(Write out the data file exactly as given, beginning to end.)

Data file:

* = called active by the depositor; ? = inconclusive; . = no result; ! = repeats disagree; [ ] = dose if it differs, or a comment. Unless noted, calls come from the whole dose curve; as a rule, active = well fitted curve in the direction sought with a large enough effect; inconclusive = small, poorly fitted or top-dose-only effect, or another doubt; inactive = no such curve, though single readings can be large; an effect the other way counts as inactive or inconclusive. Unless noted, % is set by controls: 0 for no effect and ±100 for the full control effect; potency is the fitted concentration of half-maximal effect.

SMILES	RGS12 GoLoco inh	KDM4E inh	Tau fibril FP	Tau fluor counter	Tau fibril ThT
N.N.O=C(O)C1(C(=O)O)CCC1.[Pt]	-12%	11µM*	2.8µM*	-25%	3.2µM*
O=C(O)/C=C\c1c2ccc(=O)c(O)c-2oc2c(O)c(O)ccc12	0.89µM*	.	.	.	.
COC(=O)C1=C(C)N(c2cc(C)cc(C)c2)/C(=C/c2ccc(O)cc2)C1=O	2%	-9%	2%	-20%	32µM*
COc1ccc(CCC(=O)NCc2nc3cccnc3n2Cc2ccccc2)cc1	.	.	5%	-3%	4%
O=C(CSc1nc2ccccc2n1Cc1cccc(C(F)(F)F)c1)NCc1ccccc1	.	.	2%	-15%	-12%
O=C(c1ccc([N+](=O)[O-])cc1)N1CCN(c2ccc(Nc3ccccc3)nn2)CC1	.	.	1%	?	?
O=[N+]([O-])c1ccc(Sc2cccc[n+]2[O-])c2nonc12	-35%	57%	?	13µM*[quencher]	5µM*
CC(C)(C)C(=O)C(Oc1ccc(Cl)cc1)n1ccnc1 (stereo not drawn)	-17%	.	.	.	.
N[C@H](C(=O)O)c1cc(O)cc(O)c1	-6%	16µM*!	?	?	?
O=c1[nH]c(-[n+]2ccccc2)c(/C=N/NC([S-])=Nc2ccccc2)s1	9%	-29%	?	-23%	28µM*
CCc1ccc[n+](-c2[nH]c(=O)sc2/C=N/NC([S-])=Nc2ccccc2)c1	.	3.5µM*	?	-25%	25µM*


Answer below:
* = called active by the depositor; ? = inconclusive; . = no result; ! = repeats disagree; [ ] = dose if it differs, or a comment. Unless noted, calls come from the whole dose curve; as a rule, active = well fitted curve in the direction sought with a large enough effect; inconclusive = small, poorly fitted or top-dose-only effect, or another doubt; inactive = no such curve, though single readings can be large; an effect the other way counts as inactive or inconclusive. Unless noted, % is set by controls: 0 for no effect and ±100 for the full control effect; potency is the fitted concentration of half-maximal effect.

SMILES	RGS12 GoLoco inh	KDM4E inh	Tau fibril FP	Tau fluor counter	Tau fibril ThT
N.N.O=C(O)C1(C(=O)O)CCC1.[Pt]	-12%	11µM*	2.8µM*	-25%	3.2µM*
O=C(O)/C=C\c1c2ccc(=O)c(O)c-2oc2c(O)c(O)ccc12	0.89µM*	.	.	.	.
COC(=O)C1=C(C)N(c2cc(C)cc(C)c2)/C(=C/c2ccc(O)cc2)C1=O	2%	-9%	2%	-20%	32µM*
COc1ccc(CCC(=O)NCc2nc3cccnc3n2Cc2ccccc2)cc1	.	.	5%	-3%	4%
O=C(CSc1nc2ccccc2n1Cc1cccc(C(F)(F)F)c1)NCc1ccccc1	.	.	2%	-15%	-12%
O=C(c1ccc([N+](=O)[O-])cc1)N1CCN(c2ccc(Nc3ccccc3)nn2)CC1	.	.	1%	?	?
O=[N+]([O-])c1ccc(Sc2cccc[n+]2[O-])c2nonc12	-35%	57%	?	13µM*[quencher]	5µM*
CC(C)(C)C(=O)C(Oc1ccc(Cl)cc1)n1ccnc1 (stereo not drawn)	-17%	.	.	.	.
N[C@H](C(=O)O)c1cc(O)cc(O)c1	-6%	16µM*!	?	?	?
O=c1[nH]c(-[n+]2ccccc2)c(/C=N/NC([S-])=Nc2ccccc2)s1	9%	-29%	?	-23%	28µM*
CCc1ccc[n+](-c2[nH]c(=O)sc2/C=N/NC([S-])=Nc2ccccc2)c1	.	3.5µM*	?	-25%	25µM*